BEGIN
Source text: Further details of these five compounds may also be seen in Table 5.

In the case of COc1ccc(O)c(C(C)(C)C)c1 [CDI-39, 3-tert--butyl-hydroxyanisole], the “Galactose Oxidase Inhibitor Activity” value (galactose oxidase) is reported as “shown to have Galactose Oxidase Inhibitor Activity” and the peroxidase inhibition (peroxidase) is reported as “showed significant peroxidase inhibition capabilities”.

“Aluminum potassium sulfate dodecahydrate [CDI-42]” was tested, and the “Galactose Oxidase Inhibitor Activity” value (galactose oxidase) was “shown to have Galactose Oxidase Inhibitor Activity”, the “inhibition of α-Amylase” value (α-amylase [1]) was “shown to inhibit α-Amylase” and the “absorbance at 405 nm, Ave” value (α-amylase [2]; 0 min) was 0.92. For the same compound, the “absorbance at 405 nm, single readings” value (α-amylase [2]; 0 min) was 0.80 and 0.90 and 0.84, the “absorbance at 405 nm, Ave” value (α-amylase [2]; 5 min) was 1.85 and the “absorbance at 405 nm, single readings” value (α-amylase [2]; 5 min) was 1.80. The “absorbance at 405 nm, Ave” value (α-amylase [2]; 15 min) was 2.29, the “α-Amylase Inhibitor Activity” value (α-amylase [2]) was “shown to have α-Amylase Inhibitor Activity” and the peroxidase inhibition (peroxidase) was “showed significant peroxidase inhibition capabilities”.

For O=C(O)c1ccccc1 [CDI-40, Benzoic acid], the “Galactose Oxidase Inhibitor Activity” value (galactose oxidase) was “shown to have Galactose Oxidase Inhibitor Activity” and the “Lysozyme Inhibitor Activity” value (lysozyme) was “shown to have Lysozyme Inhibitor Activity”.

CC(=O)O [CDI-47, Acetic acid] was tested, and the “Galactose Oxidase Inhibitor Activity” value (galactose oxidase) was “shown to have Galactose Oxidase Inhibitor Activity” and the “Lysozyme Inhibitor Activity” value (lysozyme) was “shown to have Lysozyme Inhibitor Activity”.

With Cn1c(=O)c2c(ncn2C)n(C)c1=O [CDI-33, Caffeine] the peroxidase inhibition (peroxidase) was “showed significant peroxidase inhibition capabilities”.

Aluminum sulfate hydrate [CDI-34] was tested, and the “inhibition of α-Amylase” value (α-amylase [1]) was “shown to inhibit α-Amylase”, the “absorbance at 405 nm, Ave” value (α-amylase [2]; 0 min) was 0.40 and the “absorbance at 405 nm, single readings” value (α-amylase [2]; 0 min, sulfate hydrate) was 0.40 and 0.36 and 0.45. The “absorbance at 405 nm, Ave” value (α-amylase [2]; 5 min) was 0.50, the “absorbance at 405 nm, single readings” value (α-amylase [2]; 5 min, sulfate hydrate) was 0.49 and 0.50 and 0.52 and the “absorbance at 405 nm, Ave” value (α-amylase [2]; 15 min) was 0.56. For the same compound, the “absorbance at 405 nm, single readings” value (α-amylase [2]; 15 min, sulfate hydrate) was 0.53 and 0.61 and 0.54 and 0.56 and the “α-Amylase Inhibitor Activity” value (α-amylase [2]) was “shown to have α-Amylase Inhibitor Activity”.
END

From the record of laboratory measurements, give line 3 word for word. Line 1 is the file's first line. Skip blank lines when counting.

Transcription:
“Aluminum potassium sulfate dodecahydrate [CDI-42]” was tested, and the “Galactose Oxidase Inhibitor Activity” value (galactose oxidase) was “shown to have Galactose Oxidase Inhibitor Activity”, the “inhibition of α-Amylase” value (α-amylase [1]) was “shown to inhibit α-Amylase” and the “absorbance at 405 nm, Ave” value (α-amylase [2]; 0 min) was 0.92. For the same compound, the “absorbance at 405 nm, single readings” value (α-amylase [2]; 0 min) was 0.80 and 0.90 and 0.84, the “absorbance at 405 nm, Ave” value (α-amylase [2]; 5 min) was 1.85 and the “absorbance at 405 nm, single readings” value (α-amylase [2]; 5 min) was 1.80. The “absorbance at 405 nm, Ave” value (α-amylase [2]; 15 min) was 2.29, the “α-Amylase Inhibitor Activity” value (α-amylase [2]) was “shown to have α-Amylase Inhibitor Activity” and the peroxidase inhibition (peroxidase) was “showed significant peroxidase inhibition capabilities”.